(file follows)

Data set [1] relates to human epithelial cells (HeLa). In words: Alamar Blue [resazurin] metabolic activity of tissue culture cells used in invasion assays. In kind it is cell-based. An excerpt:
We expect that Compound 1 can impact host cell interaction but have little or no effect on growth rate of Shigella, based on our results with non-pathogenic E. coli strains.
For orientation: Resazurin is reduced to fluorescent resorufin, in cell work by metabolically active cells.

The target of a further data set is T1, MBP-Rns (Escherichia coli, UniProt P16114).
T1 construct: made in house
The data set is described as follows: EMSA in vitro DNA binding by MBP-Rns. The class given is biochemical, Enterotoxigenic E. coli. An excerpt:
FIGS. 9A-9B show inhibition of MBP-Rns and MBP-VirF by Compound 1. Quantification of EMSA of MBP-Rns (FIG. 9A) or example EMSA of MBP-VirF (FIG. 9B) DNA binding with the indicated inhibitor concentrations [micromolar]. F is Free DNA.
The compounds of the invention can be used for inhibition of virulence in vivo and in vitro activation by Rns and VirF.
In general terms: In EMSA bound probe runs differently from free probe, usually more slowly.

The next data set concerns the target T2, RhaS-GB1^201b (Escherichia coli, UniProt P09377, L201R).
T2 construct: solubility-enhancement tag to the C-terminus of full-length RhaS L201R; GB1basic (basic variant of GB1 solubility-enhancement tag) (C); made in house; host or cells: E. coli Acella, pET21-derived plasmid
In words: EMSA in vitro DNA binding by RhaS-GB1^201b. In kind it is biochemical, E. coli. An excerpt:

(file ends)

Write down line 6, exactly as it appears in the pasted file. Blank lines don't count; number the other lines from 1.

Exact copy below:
The data set is described as follows: EMSA in vitro DNA binding by MBP-Rns. The class given is biochemical, Enterotoxigenic E. coli. An excerpt: